Theoretically, with more desalination stages and further optimization, such systems could reach overall efficiency levels as high as 700 or 800 percent, Zhang says.

Unlike other desalination systems, there is no accumulation of salt or concentrated brines to be disposed of. In a free-floating configuration, any salt that accumulates during the day would simply be carried back out at night through the wicking material and back into the seawater, according to the researchers.

The demonstration unit was built mostly from inexpensive, readily available materials such as a commercial black solar absorber and paper towels for a capillary wick to carry the water into contact with the solar absorber.

In most other attempts to make passive solar desalination systems, the solar absorber material and the wicking material have been a single component, which requires specialized and expensive materials, Wang says. “We’ve been able to decouple these two.”

Wang emphasizes that the team’s key contribution is a framework for understanding how to optimize such multistage passive systems, which they call “thermally localized multistage desalination.”

Adaptable System Design Fits Multiple Situations

The formulas the team developed could be applied to a variety of materials and device architectures, allowing for further optimization of systems based on different scales of operation or local conditions and materials.

One possible configuration would be floating panels on a body of saltwater such as an impoundment pond. These could constantly and passively deliver fresh water through pipes to the shore, as long as the sun shines each day.

Other systems could be designed to serve a single household, perhaps using a flat panel on a large shallow tank of seawater that is pumped or carried in. The team estimates that a system with a roughly one-square-meter solar collecting area could meet the daily drinking water needs of one person.

The human body is about 60 percent water, and health authorities say we each need about two liters, or half a gallon of water a day.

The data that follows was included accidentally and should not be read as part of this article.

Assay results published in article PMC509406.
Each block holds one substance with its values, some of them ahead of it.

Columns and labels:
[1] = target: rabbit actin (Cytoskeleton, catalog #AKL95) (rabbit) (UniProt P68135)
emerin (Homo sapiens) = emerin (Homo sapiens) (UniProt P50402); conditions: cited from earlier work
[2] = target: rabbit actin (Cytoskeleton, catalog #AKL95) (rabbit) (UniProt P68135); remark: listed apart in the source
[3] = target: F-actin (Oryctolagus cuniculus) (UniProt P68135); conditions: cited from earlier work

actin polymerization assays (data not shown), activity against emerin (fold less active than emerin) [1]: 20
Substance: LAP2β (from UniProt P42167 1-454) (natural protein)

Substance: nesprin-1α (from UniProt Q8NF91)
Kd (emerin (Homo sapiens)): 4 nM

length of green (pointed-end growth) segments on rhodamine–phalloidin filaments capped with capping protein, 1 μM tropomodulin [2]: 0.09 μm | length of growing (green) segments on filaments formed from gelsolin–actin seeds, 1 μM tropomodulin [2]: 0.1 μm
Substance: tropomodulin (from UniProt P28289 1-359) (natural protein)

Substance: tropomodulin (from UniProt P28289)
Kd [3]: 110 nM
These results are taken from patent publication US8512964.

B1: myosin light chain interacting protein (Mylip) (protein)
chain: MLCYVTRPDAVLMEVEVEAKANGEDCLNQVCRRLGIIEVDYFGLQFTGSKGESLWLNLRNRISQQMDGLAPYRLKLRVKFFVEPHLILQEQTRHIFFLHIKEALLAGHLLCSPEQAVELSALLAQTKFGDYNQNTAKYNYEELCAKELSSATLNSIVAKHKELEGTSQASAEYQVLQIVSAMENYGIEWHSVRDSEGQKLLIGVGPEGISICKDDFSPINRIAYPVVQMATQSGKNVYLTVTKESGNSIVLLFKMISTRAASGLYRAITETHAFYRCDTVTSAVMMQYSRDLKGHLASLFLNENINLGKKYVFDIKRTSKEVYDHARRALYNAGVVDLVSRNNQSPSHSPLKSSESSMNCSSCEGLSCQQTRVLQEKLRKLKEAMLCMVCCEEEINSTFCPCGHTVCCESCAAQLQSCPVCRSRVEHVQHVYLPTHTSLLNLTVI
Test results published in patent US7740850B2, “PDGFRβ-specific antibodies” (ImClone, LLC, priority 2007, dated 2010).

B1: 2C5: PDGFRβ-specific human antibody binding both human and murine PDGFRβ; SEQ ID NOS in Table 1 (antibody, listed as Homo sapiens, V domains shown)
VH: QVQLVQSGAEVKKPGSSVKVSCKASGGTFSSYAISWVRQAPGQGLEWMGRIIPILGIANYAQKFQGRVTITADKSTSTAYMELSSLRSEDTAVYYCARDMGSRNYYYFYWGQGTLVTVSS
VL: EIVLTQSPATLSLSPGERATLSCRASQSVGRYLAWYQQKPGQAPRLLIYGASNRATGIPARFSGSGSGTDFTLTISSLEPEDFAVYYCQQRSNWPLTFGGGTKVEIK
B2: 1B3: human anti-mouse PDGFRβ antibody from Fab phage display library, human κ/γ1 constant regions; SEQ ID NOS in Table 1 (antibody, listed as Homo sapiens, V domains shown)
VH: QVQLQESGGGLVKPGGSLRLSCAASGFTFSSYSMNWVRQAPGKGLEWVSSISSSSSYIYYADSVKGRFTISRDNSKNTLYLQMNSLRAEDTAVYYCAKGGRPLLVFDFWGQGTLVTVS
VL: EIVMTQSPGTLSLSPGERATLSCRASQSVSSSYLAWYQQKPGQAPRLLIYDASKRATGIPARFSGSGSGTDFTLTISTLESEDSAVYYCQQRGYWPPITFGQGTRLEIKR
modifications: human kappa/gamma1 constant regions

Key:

With this level of production in mind, the MIT researchers think a system built to serve the drinking water needs of a family might be built for around US$100.

The most expensive component of the prototype is a layer of transparent aerogel used as an insulator at the top of the stack, but the team suggests that other less expensive insulators could be used.

The researchers plan further experiments to continue to optimize the choice of materials and configurations, and to test the durability of the system under realistic conditions.

They also will work on translating the design of their lab-scale device into something that would be suitable for use by consumers.

“This new approach is very significant,” says Ravi Prasher, an associate lab director at Lawrence Berkeley National Laboratory and adjunct professor of mechanical engineering at the University of California at Berkeley, who was not involved in this research.

“One of the challenges in solar still-based desalination has been low efficiency due to the loss of significant energy in condensation. By efficiently harvesting the condensation energy, the overall solar to vapor efficiency is dramatically improved,” said Prasher.

“This increased efficiency will have an overall impact on reducing the cost of produced water,” he said.

For years, Professor Wang has been working towards efficient drinking water systems in arid environments. Her work on the development of a device that can extract fresh water from the air in arid environments was selected by “Scientific American” and the World Economic Forum as one of 2017’s 10 promising emerging technologies.

This research was supported by the National Natural Science Foundation of China, the Singapore-MIT Alliance for Research and Technology, and the MIT Tata Center for Technology and Design.